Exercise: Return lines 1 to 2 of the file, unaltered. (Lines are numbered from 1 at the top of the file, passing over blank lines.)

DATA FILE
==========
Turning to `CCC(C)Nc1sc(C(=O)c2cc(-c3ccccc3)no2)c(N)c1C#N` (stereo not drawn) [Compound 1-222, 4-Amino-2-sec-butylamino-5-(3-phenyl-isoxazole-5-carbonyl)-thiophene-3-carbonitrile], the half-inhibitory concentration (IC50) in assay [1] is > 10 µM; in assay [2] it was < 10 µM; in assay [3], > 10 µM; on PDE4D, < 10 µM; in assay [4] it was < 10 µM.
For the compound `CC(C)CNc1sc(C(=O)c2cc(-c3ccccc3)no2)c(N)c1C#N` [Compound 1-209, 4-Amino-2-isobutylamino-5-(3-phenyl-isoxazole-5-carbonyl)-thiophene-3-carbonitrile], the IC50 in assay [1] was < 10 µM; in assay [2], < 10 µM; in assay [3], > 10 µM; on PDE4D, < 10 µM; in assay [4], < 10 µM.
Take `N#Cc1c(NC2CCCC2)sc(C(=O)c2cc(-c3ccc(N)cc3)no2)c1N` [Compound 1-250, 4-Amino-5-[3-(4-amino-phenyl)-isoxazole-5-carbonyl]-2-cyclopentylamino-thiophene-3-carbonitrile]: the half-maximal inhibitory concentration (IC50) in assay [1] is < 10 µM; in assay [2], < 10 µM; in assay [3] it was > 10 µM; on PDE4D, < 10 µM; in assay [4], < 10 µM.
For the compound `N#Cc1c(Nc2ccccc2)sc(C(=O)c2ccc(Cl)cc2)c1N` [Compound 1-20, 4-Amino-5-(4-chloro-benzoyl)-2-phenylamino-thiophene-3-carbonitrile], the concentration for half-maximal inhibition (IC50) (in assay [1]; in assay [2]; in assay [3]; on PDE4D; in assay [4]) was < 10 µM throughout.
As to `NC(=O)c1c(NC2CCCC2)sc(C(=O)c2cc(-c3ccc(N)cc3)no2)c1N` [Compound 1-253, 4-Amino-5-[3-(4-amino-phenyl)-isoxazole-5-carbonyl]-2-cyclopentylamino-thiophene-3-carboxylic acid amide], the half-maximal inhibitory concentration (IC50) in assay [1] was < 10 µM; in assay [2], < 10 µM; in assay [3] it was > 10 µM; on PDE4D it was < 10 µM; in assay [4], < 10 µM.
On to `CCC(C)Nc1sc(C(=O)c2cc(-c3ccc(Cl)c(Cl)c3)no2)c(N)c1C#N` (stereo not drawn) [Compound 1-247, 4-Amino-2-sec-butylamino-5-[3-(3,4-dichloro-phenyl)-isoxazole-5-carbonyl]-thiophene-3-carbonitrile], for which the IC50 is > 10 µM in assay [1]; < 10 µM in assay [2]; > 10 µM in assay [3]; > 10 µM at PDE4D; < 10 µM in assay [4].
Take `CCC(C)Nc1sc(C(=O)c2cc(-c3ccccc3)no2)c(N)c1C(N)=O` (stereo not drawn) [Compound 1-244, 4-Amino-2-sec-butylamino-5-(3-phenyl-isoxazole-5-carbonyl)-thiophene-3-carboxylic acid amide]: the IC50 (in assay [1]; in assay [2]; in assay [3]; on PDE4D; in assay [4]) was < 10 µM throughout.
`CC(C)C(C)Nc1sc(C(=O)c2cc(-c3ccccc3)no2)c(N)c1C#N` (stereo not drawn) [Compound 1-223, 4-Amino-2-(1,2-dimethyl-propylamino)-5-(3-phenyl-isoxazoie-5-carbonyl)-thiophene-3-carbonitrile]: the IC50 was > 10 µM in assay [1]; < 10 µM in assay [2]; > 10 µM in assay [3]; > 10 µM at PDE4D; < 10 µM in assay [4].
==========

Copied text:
Turning to `CCC(C)Nc1sc(C(=O)c2cc(-c3ccccc3)no2)c(N)c1C#N` (stereo not drawn) [Compound 1-222, 4-Amino-2-sec-butylamino-5-(3-phenyl-isoxazole-5-carbonyl)-thiophene-3-carbonitrile], the half-inhibitory concentration (IC50) in assay [1] is > 10 µM; in assay [2] it was < 10 µM; in assay [3], > 10 µM; on PDE4D, < 10 µM; in assay [4] it was < 10 µM.
For the compound `CC(C)CNc1sc(C(=O)c2cc(-c3ccccc3)no2)c(N)c1C#N` [Compound 1-209, 4-Amino-2-isobutylamino-5-(3-phenyl-isoxazole-5-carbonyl)-thiophene-3-carbonitrile], the IC50 in assay [1] was < 10 µM; in assay [2], < 10 µM; in assay [3], > 10 µM; on PDE4D, < 10 µM; in assay [4], < 10 µM.